Mar. 20, 2012
12:06 am


How to learn to code: Don’t learn how to code

These notes are compiled from a session I attended at SXSW called “Learn to Code and Make the Software You Want.” A lot of what the session organizers (Nate Westheimer and Vin Vacanti) said rang true, and they managed to outline the path to coding better than anyone else I’ve heard speak on the subject.

Nate and Vin said there was only one prerequisite for learning to code: you need to build something. You have to have a problem in front of you that will drive you enough to want to solve it. That problem can be anything (building a personal website, manipulating some data in a unique way, fixing a Twitter widget), as long as the answer is writing or editing code to solve it.

This year, I tried Codecademy, which is designed to teach you JavaScript through some basic tutorial lessons. It takes the approach of a foreign language class, where the idea is to get you speaking the language and saying phrases as quickly as possible, which is kind of empowering. The thing was, I got bored with it — it’s really hard to just academically learn a programming language. You need some reason to be learning it, which is why you need a problem to solve. With programming, you don’t learn by learning; you learn by doing.

Perfection is the enemy

So once you have a the problem in front of you, start stealing and editing code to get it to do what you want. Don’t worry if it’s clean — no one starts off writing code the “right” way.

This can be the hardest part. If you’re a perfectionist, you want to do it right from the very beginning. If you’re afraid of doing something wrong, you won’t have the courage to fail and learn from your mistakes. The thing is, you have to experiment until you have a bit of programming that does something. Then you can see what it’s doing and fix it.

(I’ve had moments when I’ve worked on something for a while and finally got an error message out of it — and I was relieved. “It’s finally doing something!” Not working, broken, and working are parts of a richer spectrum than it might seem.)

Getting started

How you get started is up to you. Once you learn the basics of one language, you have enough of a foothold to take that knowledge to another language.

My personal trajectory has been learning snippets of JavaScript occasionally to pair with my HTML and CSS skills, followed by learning PHP through WordPress and Drupal. I now use Python to do some scripting, but nothing web-based like Django (yet). I haven’t touched Ruby at all yet since I haven’t had need.

One of the key moments for me was getting MAMP running for the first time and playing around with a WordPress install on my machine. MAMP mimics a web host and all its parts. It meant that I had immediate access to all the files I was working on, and it also meant that if I ever really broke something, I could start from scratch without worrying too much about it. So I could even dig around in MySQL without the “oh no I broke it” feeling. MAMP is PHP-based, so it’s best for playing around with WordPress and Drupal.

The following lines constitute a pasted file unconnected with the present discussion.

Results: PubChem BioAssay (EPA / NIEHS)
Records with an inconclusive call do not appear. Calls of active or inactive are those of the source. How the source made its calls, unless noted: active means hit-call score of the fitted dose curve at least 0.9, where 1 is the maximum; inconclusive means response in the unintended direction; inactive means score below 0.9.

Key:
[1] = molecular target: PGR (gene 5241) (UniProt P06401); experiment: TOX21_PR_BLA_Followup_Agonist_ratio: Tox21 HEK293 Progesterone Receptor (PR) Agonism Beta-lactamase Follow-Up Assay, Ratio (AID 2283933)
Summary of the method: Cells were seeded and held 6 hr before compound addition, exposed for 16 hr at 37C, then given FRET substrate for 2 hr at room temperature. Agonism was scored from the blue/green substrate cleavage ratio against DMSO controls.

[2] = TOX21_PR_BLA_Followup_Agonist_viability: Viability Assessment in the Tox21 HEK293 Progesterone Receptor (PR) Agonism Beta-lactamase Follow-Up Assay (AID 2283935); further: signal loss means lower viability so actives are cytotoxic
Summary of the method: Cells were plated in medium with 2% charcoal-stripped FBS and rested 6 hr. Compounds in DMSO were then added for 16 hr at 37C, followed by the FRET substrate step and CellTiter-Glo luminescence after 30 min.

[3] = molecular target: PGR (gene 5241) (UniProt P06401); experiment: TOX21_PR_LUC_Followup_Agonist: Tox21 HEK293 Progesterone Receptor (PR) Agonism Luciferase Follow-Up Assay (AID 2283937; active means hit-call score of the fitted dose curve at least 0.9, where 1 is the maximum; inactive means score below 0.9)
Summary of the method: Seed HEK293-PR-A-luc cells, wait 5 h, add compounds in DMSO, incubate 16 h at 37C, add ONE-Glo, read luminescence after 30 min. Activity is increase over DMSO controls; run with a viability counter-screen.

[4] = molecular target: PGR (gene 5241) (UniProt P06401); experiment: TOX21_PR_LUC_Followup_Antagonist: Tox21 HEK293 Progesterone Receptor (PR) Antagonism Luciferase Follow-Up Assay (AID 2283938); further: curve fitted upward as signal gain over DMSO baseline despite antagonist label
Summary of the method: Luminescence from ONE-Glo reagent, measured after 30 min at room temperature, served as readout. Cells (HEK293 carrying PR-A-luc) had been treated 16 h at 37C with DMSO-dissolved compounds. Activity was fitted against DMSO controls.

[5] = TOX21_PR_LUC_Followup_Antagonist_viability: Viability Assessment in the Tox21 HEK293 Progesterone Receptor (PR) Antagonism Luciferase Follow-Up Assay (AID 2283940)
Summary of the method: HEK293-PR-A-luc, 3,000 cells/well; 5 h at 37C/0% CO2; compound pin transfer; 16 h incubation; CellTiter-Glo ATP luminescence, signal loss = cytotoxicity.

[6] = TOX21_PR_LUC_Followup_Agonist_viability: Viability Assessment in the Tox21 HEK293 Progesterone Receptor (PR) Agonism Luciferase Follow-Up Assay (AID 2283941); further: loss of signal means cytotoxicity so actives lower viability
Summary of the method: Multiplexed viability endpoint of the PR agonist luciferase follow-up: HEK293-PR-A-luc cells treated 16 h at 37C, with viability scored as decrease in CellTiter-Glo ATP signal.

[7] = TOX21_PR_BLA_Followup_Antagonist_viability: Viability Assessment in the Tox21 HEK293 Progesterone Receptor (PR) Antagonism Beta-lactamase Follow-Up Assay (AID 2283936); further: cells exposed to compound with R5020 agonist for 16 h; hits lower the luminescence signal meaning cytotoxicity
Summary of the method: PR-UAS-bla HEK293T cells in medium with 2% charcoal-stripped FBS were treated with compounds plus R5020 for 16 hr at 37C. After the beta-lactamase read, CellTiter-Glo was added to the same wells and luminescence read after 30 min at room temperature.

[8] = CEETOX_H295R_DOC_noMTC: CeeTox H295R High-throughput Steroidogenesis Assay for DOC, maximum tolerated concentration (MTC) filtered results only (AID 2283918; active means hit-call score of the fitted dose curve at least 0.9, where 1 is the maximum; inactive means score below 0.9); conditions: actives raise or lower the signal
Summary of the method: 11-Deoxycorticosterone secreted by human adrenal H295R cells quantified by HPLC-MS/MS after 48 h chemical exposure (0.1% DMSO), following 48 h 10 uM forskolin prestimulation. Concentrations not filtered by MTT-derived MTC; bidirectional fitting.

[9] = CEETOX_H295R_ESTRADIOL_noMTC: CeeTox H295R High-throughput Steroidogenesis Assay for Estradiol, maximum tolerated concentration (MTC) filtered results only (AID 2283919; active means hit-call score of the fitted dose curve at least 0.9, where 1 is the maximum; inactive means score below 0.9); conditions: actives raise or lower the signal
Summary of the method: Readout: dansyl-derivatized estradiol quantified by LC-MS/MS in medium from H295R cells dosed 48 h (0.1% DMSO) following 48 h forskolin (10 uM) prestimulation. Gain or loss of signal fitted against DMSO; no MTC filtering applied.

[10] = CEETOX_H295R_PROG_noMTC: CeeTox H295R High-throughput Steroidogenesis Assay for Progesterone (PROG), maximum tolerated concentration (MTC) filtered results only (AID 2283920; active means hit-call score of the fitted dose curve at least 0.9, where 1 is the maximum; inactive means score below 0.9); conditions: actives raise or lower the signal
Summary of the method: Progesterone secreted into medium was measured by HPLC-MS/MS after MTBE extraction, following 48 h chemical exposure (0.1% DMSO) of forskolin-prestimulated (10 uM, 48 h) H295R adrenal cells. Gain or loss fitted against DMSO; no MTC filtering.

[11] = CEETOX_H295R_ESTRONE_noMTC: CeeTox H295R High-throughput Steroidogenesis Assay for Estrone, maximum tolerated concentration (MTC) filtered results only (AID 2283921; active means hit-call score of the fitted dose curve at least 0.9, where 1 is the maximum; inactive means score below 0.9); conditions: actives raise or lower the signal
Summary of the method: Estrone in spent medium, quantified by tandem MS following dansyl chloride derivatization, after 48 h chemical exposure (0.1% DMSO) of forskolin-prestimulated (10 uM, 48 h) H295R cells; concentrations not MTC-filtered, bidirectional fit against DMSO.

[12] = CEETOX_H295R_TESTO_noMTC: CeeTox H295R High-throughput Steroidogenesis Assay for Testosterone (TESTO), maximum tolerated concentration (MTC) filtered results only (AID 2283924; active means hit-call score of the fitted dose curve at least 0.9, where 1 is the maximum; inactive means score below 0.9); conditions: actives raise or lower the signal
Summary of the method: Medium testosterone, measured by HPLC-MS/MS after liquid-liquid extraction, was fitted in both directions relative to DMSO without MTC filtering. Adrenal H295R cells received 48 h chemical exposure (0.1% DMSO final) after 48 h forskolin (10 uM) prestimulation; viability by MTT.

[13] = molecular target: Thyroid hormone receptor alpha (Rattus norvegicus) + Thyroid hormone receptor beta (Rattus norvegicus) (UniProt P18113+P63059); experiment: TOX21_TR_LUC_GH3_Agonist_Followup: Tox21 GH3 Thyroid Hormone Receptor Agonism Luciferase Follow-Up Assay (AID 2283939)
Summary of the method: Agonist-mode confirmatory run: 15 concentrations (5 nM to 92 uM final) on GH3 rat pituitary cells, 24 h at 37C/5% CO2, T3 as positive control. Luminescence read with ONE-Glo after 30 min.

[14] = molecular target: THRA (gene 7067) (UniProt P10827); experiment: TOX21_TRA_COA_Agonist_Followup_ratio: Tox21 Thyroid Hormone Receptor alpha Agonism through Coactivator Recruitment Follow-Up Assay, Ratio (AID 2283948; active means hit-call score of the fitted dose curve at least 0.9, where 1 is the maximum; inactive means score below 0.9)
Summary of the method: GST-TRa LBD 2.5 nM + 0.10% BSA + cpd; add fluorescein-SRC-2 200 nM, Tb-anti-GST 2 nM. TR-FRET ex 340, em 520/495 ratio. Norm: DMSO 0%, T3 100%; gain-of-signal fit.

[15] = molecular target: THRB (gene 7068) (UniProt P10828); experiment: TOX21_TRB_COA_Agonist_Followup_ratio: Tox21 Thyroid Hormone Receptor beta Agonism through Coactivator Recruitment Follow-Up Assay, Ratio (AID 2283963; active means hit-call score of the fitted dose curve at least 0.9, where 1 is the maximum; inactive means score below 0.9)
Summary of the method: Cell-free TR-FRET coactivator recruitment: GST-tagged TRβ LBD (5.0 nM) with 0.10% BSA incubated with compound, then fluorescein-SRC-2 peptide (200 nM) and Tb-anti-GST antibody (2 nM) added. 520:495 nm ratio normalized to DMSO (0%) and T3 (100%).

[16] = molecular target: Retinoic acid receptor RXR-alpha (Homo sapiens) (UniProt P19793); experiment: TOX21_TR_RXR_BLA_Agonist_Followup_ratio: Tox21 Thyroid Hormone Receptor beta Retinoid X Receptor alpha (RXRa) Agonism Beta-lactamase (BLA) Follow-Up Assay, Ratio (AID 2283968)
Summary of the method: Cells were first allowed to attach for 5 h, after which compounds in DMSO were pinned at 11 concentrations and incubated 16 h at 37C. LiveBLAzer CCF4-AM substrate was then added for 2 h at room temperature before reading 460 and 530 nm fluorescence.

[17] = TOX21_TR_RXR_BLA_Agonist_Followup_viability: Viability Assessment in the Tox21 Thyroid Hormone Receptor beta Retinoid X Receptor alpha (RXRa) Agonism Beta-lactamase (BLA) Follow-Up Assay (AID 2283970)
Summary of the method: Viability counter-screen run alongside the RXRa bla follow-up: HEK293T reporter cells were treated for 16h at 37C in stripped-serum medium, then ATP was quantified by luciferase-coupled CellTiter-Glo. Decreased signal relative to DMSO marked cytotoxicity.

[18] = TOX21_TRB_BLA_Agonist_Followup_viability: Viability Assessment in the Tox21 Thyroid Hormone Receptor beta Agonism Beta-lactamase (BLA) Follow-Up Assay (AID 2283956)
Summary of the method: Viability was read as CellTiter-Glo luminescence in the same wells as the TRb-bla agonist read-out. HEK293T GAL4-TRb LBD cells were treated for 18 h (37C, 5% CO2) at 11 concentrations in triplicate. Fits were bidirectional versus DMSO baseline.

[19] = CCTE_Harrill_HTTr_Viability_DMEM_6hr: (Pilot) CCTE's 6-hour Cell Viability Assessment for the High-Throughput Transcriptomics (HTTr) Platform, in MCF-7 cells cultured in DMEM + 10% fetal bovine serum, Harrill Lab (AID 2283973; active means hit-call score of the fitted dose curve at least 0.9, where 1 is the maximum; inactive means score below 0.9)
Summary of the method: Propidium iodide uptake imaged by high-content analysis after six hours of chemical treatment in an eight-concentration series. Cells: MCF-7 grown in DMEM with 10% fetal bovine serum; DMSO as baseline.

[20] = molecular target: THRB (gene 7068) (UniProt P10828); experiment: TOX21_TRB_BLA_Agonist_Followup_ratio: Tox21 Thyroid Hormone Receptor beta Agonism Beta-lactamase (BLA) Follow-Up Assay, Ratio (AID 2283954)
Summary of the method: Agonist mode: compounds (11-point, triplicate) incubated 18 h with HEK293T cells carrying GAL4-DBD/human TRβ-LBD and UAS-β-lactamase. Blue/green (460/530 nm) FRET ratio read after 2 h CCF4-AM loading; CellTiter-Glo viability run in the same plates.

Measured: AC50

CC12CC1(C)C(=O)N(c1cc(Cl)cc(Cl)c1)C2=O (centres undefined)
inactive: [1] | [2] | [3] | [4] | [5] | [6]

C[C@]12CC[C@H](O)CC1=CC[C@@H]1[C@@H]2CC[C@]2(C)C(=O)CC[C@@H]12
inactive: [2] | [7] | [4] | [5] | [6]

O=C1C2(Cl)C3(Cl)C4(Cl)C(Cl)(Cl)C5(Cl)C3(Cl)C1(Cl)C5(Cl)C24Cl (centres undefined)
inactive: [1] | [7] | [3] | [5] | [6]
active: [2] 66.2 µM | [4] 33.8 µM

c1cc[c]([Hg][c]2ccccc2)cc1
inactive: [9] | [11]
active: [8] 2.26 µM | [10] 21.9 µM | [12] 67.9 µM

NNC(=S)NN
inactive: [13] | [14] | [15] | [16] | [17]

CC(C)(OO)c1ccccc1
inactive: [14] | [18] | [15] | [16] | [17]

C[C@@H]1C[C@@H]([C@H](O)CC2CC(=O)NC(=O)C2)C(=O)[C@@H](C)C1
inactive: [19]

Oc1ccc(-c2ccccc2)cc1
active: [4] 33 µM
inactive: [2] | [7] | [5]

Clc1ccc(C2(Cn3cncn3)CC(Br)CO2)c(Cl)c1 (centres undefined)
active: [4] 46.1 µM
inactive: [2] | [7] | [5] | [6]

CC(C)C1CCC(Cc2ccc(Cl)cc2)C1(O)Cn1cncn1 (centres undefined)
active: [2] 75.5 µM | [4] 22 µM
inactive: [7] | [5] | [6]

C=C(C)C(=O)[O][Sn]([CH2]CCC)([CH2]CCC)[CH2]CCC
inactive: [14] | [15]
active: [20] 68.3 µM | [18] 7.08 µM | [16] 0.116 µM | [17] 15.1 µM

Resources for when you’re stuck

Google. I sent out a tweet earlier today alluding to the fact that coding means having many tabs open. Every problem you’re having, someone else has likely had. It doesn’t help that sometimes this stuff makes no sense. Google will lead you to sites where people have discussed your exact problem. Just hope that they leave you with the solution too. Googling your problem has another benefit: you’ll learn stuff along the way. You’ll have to comb through similarly-worded questions and learn things tangential to solving your problem. All of this helps in the long run. Sometimes the answer you’re looking for is a footnote to another semi-related problem, but you’ll gain the knowledge in the entire thread as you’re sifting through it.

Stack Overflow is an awesome question and answer community. Odds are, Google will send you here for your coding conundrum. I’ve never asked a question, but I’ve heard that people will get back to you very quickly (as long as you politely ask your question in the right way and provide enough information for it to be answered).

When all else fails, it’s good to have a patient friend. Someone who will put up with your panicked instant messages and emails. It’s best to try and solve it on your own, but it’s always good to have someone to fall back on to point out something stupid you forgot. (Like a semicolon.) I usually start running at people screaming right after I’ve started tearing my hair out. Help me Obi-Wan Kenobi, you’re my only hope.

Language documentation

The official PHP manual is good for syntax and parameters for certain functions (I think I’ve looked at the date parameters more times than I’d like). For any WordPress-related issues, I’ll check the WordPress Codex before I go anywhere else. If there’s not a page that addresses my particular issue, there may be a forum thread that gets at it.

The Python documentation is more formal than the PHP documentation in my opinion. It’s still handy. I’ll often use the Python manual to more accurately Google for my problem.

This is in no way thorough, but it can’t be. Coding is something where you really have to get thrown into the deep end and find your way out again. Nate and Vin called it “the Sweat Lodge,” where you isolate yourself and just focus on making something work (or even breaking something so you know how it works). It’s not as hard as it seems.

Once you get started and get that initial traction, you can build amazing things. And it’s an awesome feeling to build something that works.